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Bill Rankin, 2016

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Humans are an unmistakably low-altitude species. The basic S-curve here shouldn't be surprising, since most of the earth's land is low-lying plains and forests rather than mountains. But the human population is quite low even with this in mind. Half of all humans live below 165 meters, while only 28% of land is that low. The lowest 4% of the world's land is home to about 15% of humans.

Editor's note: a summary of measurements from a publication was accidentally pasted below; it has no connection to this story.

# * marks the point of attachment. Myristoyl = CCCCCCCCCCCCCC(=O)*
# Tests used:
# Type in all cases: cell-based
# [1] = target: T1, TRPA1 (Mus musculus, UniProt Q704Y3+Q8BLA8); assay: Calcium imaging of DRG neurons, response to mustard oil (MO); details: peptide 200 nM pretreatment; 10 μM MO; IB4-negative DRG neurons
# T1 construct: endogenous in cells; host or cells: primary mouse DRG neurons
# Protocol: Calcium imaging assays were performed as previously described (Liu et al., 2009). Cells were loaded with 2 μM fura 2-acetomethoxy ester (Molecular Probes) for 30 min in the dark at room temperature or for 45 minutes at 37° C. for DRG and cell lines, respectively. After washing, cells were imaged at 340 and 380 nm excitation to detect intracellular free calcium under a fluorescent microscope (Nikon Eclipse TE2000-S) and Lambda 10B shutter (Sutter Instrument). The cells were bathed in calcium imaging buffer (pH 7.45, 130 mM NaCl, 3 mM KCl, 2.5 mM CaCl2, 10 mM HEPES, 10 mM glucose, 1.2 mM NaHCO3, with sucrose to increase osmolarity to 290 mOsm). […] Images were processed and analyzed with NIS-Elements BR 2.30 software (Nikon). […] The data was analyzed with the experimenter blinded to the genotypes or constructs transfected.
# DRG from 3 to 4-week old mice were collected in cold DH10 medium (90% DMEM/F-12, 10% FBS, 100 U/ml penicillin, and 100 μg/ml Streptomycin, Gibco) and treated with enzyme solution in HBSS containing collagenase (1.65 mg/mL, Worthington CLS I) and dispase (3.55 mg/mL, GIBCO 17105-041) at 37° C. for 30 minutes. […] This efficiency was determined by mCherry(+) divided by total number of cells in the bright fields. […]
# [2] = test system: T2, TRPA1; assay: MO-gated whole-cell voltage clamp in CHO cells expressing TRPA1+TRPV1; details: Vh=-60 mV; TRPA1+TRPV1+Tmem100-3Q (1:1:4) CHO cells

And note that the coastal impact from climate change will not be limited to the direct effect of rising sea levels (estimates for which are only increasing, especially with more data from the melting of Antarctica). The impact of storm surges and flooding is also predicted to increase, putting hundreds of millions more people at risk.

Data from GRUMP and GTOPO30; sea-level from Kopp et al. 2014. If you'd like the raw spreadsheet, just send me an email.